DRACH-BAYLE, Epitres catholiques (Paris, 1873); HUNDHAUSEN, Die beiden Pontificalhereiben des Apostelfursten Petrus (Mainz, 1878); CORNELY, Hist. Et crit. Introductio in U. T. libros sacros, III, Introductio specialis (Paris, 1886); BEELEN, Hetniewe Testament (Bruges, 1891); JULICHER, Einleitung in das neue Testament (1894); KUHL, Briefe Petri und Judoe (Gottingen, 1897); HORT, The First Epistle of St. Peter (London, 1898); VON SODEN, Briefe des Petrus (Freiburg, 1899); HARNACK, Gesch. der altchrist. Literatur, die Chronologie (Leipzig, 1900); MONNIER, La premiere epitre de Pierre (Macon, 1900); ZAHN, Grundriss der Gesch. des neutestamntlichen Kanons (Leipzig, 1901); TRANKLE, Einleitung in das neue Test. (Freiburg, 1901); BIGG, A Critical and Exegetical Commentary on the Ep. of St. Peter and St Jude (Edinburgh, 1902); CEULEMANS, Comment. in epist. catholicas et apocalypsim (Mechlin, 1904); HENKEL, Der zweite Brief des Apostelfursten petrus gepruft auf seine Echtheit (Freiburg, 1904); BELSER, Einleitung in das neue Test. (Freiburg, 1905); CALMES, Epitres cathol. Apocalypse (Paris, 1905); WEISS, Der erste Petrus brief und die neuere Kritik (Lichterfelde, 1906); DILLENSEGER, L'authenticite' de la II Petri in Melanges de la faculte' orientale (Beirut, 1907); CALLEWAERT in Revue d'hist. eccles. (Louvain, 1902, 1907); JACQUIER, Hist. des livres du N. Test. (Paris, 1908); BRASSAC, Manuel bibl. (Paris, 1909); VANSTEENKISTE-CAMERLYNCK, Comment. in epist. cathol. (Bruges, 1909).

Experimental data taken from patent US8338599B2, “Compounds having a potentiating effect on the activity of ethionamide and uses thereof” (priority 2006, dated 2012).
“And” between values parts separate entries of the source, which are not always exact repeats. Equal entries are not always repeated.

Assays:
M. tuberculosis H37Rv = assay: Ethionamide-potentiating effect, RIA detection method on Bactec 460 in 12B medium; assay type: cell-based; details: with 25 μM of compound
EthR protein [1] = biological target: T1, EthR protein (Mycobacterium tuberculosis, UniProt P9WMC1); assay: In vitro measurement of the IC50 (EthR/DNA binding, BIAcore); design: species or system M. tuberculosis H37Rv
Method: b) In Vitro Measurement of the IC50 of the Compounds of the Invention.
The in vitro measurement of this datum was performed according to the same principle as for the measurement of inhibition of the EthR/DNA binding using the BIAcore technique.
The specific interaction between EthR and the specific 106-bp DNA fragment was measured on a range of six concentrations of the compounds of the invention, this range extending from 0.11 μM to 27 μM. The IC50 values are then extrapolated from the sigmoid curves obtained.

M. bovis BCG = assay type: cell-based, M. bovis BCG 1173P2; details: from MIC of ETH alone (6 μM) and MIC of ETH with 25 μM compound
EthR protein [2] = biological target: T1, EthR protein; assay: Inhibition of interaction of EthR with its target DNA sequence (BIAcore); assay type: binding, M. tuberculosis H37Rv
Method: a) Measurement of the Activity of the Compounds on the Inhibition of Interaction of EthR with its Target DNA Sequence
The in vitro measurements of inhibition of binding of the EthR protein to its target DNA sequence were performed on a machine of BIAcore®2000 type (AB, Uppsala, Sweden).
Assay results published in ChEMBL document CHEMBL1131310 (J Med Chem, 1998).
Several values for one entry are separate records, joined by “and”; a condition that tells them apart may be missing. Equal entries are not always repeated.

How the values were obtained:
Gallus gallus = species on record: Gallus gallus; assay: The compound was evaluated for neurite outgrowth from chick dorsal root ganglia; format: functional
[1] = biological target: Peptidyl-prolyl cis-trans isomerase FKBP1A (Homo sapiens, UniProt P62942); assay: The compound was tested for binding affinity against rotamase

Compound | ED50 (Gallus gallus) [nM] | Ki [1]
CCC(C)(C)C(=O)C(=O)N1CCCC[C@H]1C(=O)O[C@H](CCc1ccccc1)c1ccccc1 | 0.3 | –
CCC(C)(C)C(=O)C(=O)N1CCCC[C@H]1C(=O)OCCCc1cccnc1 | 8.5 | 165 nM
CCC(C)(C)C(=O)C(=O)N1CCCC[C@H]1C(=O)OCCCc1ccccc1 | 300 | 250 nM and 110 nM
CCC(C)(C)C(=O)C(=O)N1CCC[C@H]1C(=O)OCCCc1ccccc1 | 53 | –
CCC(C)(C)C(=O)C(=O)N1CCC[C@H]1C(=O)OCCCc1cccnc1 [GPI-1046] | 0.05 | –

Commemorated June 29
A visiting dignitary is honoured with a symbolic key to the city as a token of respect, but for eternity the keys to the kingdom of Heaven have been placed by the Messiah himself, out of respect to one of his greatest disciples, into the hand of a man called Peter,the constant companion and beloved friend of Jesus Christ. This magnificent disciple, whom trust places at the gates of heaven to examine the credentials of those who would enter, had a master key in his lifetime which unlocked the hearts of men to admit the Saviour, and his wisdom was the key to men's minds which in turn admitted the intelligence to give meaning to the Christian faith.
Brought to Jesus by his brother Andrew, a fisherman like himself, Peter forthwith acknowledged the Master and undertook a lifetime of casting his fisherman's nets for the sake of Jesus Christ and so excelled himself in his personal and total dedication to the Saviour that in the two thousand years that have elapsed any roll call of the disciples finds the name of Peter among the most prominent. He ranks with St Paul as one without whom the new Faith could not have survived the whips and scorns of the pagan era of superstition and spiritual darkness.
Several accounts are given in the New Testament about St, Peter and his strong bond with the Nazarene, but the stirring passage in Matthew should be etched in the mind of every Christian, that which says "And I say to thee that thou art Peter and upon this rock I will build my Church, and the gates of hell will not prevail against it. I will give thee the keys of the Kingdom of the Heavens, and whatsoever thou shalt bind on earth shall be bound in the heavens, and whatsoever thou shalt loose on earth shall be loosed in the heavens." This divine authority vested in Peter as well as to all of the disciples of Christ, placed a sacred trust in Peter, whose name means, "rock" from the Greek word petra.